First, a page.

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Based on Bertolt Brecht's play The Exception and the Rule.
The plot of the Brecht play that was the source material concerns a merchant who is on a frantic journey to the town of Urga, where oil has been discovered. The merchant is trying to get there before his competitors, who are not far behind him, so that he can secure concessions for the businesses that will spring up as a result of the discovery of the oil. To get to Urga, a desert must be crossed. The merchant is accompanied by two men — a guide who knows his way across the desert, and a coolie who carries the merchant's belongings.
In private, the guide suggests to the coolie that the true reason for the race to Urga is because the discovery of oil will be covered up for economic reasons, and the merchant will demand hush money not to reveal what he has heard.
The merchant is obsessed with the idea that the coolie, being poor, hates him for being rich. At the last station before the desert, the merchant becomes distrustful of the guide for being too friendly to the coolie. He dismisses the guide. He asks the innkeeper at the station to give the directions to Urga to the coolie. The merchant and the coolie set off alone. The guide believes that the merchant and the coolie will get lost, that their water supplies will get low, and the merchant won't want to share what's left of his water with the coolie. The guide gives the coolie an extra flask of water to keep hidden
At the Myr river, the current is too high to cross by walking to the other side. The coolie, who doesn't know how to swim, tells the merchant that they must wait till it calms down. The merchant threatens him with a gun and tells him he will have to swim as best he can. He accuses the coolie of purposely delaying their arrival in order to get paid more (as the coolie gets paid by the day).
They manage to cross the river, but a tree falls on the coolie's arm as they cross, breaking it. The merchant, aware that his treatment of the coolie has been unfair, is increasingly fearful that the coolie will take revenge, even though his broken arm limits what he can do.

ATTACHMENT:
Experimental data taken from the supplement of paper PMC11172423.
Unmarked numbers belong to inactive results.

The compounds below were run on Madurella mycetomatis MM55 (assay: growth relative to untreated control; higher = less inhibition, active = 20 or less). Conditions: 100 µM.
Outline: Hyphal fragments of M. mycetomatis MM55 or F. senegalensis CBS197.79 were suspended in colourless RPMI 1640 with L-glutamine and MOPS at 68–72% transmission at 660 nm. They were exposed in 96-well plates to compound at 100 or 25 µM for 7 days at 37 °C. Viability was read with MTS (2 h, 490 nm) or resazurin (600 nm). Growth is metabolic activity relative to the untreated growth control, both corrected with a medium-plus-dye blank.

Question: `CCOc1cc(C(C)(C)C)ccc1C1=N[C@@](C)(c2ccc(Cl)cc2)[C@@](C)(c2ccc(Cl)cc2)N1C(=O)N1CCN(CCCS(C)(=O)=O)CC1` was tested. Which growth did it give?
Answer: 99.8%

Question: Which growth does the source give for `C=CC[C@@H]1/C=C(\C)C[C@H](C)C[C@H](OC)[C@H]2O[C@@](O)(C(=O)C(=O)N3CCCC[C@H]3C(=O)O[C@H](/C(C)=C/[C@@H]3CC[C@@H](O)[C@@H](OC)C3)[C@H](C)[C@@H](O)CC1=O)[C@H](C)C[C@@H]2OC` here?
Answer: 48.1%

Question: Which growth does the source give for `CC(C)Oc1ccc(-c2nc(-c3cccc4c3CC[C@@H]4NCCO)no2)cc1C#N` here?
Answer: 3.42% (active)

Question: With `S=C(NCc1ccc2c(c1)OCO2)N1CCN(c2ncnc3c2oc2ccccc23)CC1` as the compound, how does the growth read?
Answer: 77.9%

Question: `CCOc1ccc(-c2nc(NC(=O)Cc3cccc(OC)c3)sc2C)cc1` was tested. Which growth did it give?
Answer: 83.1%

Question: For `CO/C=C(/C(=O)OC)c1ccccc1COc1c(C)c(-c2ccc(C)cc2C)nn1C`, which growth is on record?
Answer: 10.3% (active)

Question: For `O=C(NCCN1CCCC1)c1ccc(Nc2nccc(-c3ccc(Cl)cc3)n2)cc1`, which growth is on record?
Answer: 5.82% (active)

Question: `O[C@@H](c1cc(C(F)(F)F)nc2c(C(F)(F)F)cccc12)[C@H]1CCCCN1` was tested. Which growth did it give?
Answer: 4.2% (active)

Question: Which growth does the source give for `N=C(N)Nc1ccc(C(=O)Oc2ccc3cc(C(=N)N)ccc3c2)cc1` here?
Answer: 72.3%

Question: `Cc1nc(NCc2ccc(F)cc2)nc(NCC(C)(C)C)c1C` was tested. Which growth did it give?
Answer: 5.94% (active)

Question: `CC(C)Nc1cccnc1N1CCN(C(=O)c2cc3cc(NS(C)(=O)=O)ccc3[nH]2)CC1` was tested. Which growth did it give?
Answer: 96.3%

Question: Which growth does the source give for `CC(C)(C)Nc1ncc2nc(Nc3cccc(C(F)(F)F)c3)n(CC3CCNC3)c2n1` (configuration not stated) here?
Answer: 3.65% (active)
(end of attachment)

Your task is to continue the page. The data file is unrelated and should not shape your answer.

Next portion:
They get lost. The merchant tells the coolie that they are out of water. The truth is that the merchant has an extra flask hidden away. While the coolie pitches the tent, the merchant sits down to drink some water, fearful that the coolie will notice and kill him for it, even though the coolie has consistently behaved in an extremely subservient fashion.
The coolie becomes fearful that if they are found and the merchant is half dead from thirst while the coolie appears well, he will be put on trial for not having shared his water with the merchant. He approaches the merchant to hand him the flask. The merchant, thinking that the coolie has seen him drinking water and is angry that the merchant has been lying to him, is convinced that the object that the coolie is holding is a stone with which he will attack the merchant. The merchant pulls out his gun and shoots the coolie, killing him.
The merchant is put on trial for murder. It is proved at the trial that what the merchant thought was a big stone was a flask of water that the coolie was offering to him. The merchant is acquitted on the grounds that because he had mistreated the coolie, he had reason to believe the coolie wanted to take revenge. Therefore, he had reason to believe that the coolie was about to attack him, and his murder of the coolie can be regarded as self-defense.
The conceit of the musical was that the play was being presented on TV. The action took place in a television studio in the present-day, during a rehearsal.
This show was a project initiated by Jerome Robbins. Orignally, Robbins had hoped to adapt Brecht's one-act play The Measures Taken. He proposed the idea to Stephen Sondheim. Sondheim has never been a fan of Brecht. He read the play and told Robbins he hated it even more than most Brecht. Robbins asked Sondheim to look at another Brecht one-act, The Exception and the Rule. Sondheim liked it a bit more than The Measures Taken. With some reluctance he agreed to write the music and the lyrics, mostly out of admiration for Robbins.
After sketching out but probably not completing two songs — "Don't Give It a Thought" and "The Year of the . . . " — Sondheim was unhappy and left the project. He suggested to Robbins that Leonard Bernstein write both the music and the lyrics.
Bernstein joined the project but refused to write the lyrics. Jerry Leiber was brought in to write the lyrics, but he quit after a couple of months. Sondheim was asked to rejoin the project, writing just the lyrics. Sondheim agreed to do so, mostly because by this point John Guare was the show's book writer, and Sondheim thought Guare's work on the book was brilliant. Guare had added an extra distancing device to the original play by setting the action in a television studio where a television production of the play was being done.
In Craig Zadan's book Sondheim & Co., Guare explained his concept thus: "It was supposed to deal with the idea that in 1968 having 'good intentions' was not enough, and that it was presumptuous and hilarious to expect that showing man's inhumanity to man would change anything in the world."
Stuart Ostrow was to produce the show on Broadway, with Zero Mostel starring. In August 1968, it was announced that the show, to be titled A Pray by Blecht, would open at the Broadhurst in February 1969. In early October 1968, it was announced that the production would be postponed. About 10 days later, it was announced that the production was canceled.See more
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